Tourists passing in front of the White House were interviewed for this piece. Asked how they felt about the President's decision, they said, "Awesome! That's so great! That's interesting! Yeah..."

Thursday, January 22, 2009

Bashful Prince

How do the Japanese come up with these nicknames for their stars? I'm sure there's a reason behind the name Bashful Prince for 17 year-old Ryo Ishikawa though I couldn't find it, not in English anyway. This frickin' adorable megastar in Japan is going to be playing at least 3 times in the States this year, on a sponsor's exemption at Riviera on February 19th, on a PERSONAL INVITATION from ARNOLD PALMER in March and then a SPECIAL EXEMPTION to THE MASTERS in April!!! Basful Prince? Try Freakish Phenomenon! The older I get, the more absurd, more beautiful, more inspiring the force of youth becomes. I haven't seen him play yet, but he could be the golf story of the year. I cannot wait...

John Thain is Now Free to go to Hell

Poor John Thain lost his job today. I blogged about him before, but I didn't know how correct my sentiment was when I said that Merrill's CEO John Thain deserved a one-way ticket to a lake of fire. Q4 numbers have just been released for Merrill Lynch, and it turns out they lost $15.31 billion. Billion. Billion. Billion. Say that fifteen billion times and you will start to get a feel for how painful it is. Of course, lots of people at Merrill still got their year-end BONUSES last year for LOSING $15.31 billion. It turns out Thain's office also got a $1.22 million facelift when he became Merrill's CEO. ($1405 for a wastebasket!?!?) I'm sorry, but that borders on sociopathic behavior. With the median price of a home in America hovering at around $250,000 (and plunging), no one in his right mind should renovate his office at a cost of $1.22 MILLION. If this is how we're going to spend taxpayer money, why not just pay off people's individual mortgages?

Bye bye John Thain. The bad news is you're probably going to hell. The good news is you're not going to be lonely there.

Tuesday, January 20, 2009

So What Happens Next?

He said the right words. With all the right tones. But we've always known that Obama could deliver a speech. Now comes the hard part. Delivering on all his promises. The older I get, the more I realize that words are like the waves of the ocean. Ebbing and flowing with the tides. Real, but elusive, and never quite what they seem. Good ol' adages don't get more trite than "actions speak louder than words". They also don't get truer.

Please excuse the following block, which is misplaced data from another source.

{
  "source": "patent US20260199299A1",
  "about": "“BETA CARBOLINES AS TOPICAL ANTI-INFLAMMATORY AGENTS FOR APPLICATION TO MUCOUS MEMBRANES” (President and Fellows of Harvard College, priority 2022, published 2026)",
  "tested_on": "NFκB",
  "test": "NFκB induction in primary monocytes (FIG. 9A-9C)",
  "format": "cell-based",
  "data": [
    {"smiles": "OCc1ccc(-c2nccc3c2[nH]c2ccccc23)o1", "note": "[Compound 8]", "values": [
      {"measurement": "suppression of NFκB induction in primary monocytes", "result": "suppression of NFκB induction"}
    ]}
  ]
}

My initial reaction to the Inauguration, believe it or not, was one of foreboding. As a student of Russian history, Obama's fumbling of the oath recalled the coronation of the Russian Czar Nicholas II in 1896 when the chain of the Order of St. Andrew fell from his shoulders in an ominous sign. (The Dow plunging below 8000 was another.) The parades, the balls, the luncheons and dinners--all in excess of $150 million--at a time when people are losing their jobs, their homes, their health insurance, their educations seemed a bit, well, excessive. Again, there was a parallel to Nicholas and Alexandra. When hundreds of people, including women and children, died in a stampede at a celebration of Nicholas' crowning, the Emperor and Empress chose to dance at a ball that very evening, giving rise to criticisms of heartlessness.

Obama came to power with a mantra of change. I really want to like this President. I really do. But so far, the only change that I've seen is the way he raised money for his campaign through the Internet, something no other President had done before. I've seen his picks for his Cabinet. They're mostly people from the Clinton era. No change there. He's had to hedge his promise to end the war in Iraq right away. That's not a good change. And now he's about to embroil us in Afghanistan for the next five years, an issue he managed to effectively skirt on the campaign trail, but which endorsement now seems not just a little disingenous. (Did the Russians getting their asses kicked by the Afghanis in 1980 not teach us anything?)

I doubt I'm raining on Obama's parade. After all, I'm just one voice. No one's going to hear this amidst the throngs of cheers and cries of jubilation. But tomorrow those sounds will be gone. And the sounds of the stock market crashing will continue. I remember people genuinely liked Bush when he was elected to his first term. Honest. Approachable. Folksy. Down-to-earth. These were the things people were saying about him. Today he looked like an old, defeated man disappearing into the cold, winter day. I seriously hope Obama gets through his tenure in better shape. As much as he stood for a symbol of change today, I can honestly say that I honestly don't know--nobody knows--what he will stand for tomorrow.

Monday, January 19, 2009

This Is What I Was Talking About in my Previous Post...

I can't argue that the Canadian Broadcasting Corp. stole my idea for their new series "Canada's Next Prime Minster" because as far as I know I have never had any contact with them, but their idea of a reality show to pick Canada's NEXT TOP POLITICIAN is one that I had conceived quite some time ago. Of course, my idea was a joke mentioned during the course of a dinner, not a serious idea pitched to television producers and executives. But all this is neither here nor there. It was only a matter of time before Project Runway met the Political Process.

If the challenges are set up realistically and correctly, I am sure this show will highlight what political novices are able to accomplish given limited time and resources. In other words, this show will be exactly like the U.S. Congress, but with one major exception. The word 'limited'. At the rate Congress is printing out money, we may have to ask Zimbabwe for advice on how to print out a $100,000,000,000,000,000,000,000,000 bill. (I guess we'd have to put Bush's face on the currency.)